Ohio plane crash kills six
FREMONT, Ohio – A small plane crashed Sunday afternoon in a residential area and killed all six people aboard, including the pilot, a former state lawmaker who had offered joyrides to airport visitors after a charity breakfast.
Gene Damschroder Sr., 86, was flying the fixed-wing, single-engine Cessna when it crashed about 1 p.m., the Ohio State Highway Patrol said. His five passengers also died in the crash in Sandusky County.
“It was just kind of an accident. He was giving airplane rides. He always gives charity air rides,” said Damschroder’s son, Rex Damschroder, who was not at the airport when the plane crashed.
“Someone said they heard the engine sputter,” he said. “The next thing we knew they were down in a field in a residential area.”
No one on the ground was injured, and no buildings were damaged, patrol Lt. Tony Bradshaw said. It was too early to tell what caused the crash. The National Weather Service said there was no severe weather in the area at the time.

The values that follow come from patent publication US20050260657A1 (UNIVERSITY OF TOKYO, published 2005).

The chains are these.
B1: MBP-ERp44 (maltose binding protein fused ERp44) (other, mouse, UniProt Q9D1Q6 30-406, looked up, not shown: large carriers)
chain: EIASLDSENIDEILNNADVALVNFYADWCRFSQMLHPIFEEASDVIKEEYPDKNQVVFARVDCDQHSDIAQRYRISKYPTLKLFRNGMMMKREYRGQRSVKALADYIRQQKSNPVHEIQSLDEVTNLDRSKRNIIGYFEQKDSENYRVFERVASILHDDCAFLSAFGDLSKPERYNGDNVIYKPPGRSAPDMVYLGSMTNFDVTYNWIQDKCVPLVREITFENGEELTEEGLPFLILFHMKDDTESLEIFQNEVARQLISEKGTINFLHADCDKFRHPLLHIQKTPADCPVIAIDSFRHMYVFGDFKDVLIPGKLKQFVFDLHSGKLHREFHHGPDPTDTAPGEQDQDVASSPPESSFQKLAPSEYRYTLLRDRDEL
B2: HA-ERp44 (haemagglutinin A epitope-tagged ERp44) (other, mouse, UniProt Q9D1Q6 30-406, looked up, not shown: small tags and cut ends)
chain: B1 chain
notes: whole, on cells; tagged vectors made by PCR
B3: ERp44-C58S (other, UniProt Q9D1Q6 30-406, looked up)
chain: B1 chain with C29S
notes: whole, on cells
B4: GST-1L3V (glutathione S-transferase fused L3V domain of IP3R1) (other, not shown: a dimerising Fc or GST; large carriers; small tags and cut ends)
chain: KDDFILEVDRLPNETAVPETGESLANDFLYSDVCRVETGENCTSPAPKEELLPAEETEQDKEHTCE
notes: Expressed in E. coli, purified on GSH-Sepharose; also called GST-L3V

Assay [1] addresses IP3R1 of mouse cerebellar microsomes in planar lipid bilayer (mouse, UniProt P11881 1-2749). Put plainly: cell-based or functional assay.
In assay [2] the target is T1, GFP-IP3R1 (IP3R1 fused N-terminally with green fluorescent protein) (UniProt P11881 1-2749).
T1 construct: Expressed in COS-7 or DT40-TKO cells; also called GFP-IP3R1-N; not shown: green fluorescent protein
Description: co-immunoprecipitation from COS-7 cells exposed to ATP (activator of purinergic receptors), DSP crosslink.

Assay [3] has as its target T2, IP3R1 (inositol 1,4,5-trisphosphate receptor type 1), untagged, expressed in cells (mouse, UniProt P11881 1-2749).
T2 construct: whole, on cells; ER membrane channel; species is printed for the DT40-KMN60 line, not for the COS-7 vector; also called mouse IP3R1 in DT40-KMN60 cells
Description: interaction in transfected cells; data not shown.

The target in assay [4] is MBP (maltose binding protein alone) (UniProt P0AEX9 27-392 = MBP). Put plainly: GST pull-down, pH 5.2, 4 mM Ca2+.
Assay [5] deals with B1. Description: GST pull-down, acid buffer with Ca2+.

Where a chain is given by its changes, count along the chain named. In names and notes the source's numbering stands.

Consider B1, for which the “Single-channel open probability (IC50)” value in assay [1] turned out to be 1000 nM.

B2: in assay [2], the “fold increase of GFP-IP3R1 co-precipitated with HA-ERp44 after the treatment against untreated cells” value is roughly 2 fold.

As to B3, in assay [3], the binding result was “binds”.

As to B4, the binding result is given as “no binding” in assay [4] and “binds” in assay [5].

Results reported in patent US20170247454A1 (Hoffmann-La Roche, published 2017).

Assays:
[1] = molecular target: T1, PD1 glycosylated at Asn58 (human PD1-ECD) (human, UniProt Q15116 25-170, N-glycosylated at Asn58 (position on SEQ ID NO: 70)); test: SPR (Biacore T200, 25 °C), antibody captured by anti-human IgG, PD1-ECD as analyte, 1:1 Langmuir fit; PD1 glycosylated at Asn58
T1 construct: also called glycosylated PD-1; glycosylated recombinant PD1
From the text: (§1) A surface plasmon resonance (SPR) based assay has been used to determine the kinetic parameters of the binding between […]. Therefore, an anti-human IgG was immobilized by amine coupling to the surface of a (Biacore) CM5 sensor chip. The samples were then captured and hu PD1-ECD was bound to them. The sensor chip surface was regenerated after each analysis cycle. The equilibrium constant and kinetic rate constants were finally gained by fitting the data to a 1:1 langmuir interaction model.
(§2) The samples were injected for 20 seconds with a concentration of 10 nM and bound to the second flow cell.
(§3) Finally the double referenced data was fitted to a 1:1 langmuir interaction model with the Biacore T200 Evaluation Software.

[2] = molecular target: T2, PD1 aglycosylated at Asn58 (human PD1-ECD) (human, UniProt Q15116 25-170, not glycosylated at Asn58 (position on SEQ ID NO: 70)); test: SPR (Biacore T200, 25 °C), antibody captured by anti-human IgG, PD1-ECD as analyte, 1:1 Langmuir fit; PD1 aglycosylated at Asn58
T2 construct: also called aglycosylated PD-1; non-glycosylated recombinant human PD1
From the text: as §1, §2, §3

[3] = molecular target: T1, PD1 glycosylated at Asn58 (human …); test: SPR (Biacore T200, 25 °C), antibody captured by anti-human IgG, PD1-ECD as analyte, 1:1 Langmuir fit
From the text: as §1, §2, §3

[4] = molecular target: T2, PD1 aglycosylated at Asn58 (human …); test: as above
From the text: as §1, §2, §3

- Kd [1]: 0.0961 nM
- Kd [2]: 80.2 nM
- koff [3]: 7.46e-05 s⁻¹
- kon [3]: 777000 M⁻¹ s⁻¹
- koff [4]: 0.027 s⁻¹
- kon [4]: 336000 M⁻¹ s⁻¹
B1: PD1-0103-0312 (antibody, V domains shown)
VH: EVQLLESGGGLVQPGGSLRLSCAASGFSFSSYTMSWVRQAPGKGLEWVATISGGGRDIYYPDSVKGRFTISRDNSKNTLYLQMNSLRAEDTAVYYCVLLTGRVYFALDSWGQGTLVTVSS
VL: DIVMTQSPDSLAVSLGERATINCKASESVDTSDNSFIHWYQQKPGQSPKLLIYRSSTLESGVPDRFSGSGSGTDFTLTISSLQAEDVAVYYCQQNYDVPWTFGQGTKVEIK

The Lions Club of Fremont on Sunday held a fly-in breakfast, inviting nearby pilots to fly to Fremont Airport and display their planes.
After the event, Damschroder offered visitors a chance to go up in planes for the cost of fuel, according to a poster at the airport. The joyrides were not related to the Lions Club event.
Authorities could not confirm that those on board had taken Damschroder up on his offer. Also killed were Bill Ansted, 62; Allison Ansted, 23; Danielle Gerwin, 31; Emily Gerwin, 4; and Matt Clearman, 25.
Federal investigators were en route to the crash site, Bradshaw said.
Damschroder served in the state House from 1973 to 1983 as a Republican. Rex Damschroder held the same seat from 1995 to 2003.
“He’s been flying since World War II. He’s been flying for 60 years,” Rex Damschroder said. “He’s been instructing daily. … Flying was his life.”
Gene Damschroder was a World War II pilot who bought his Cessna four decades ago. Federal records indicate he was a certified flight instructor and licensed to fly both single- and multi-engine planes.
“He’s flown enough; this is puzzling,” his son said.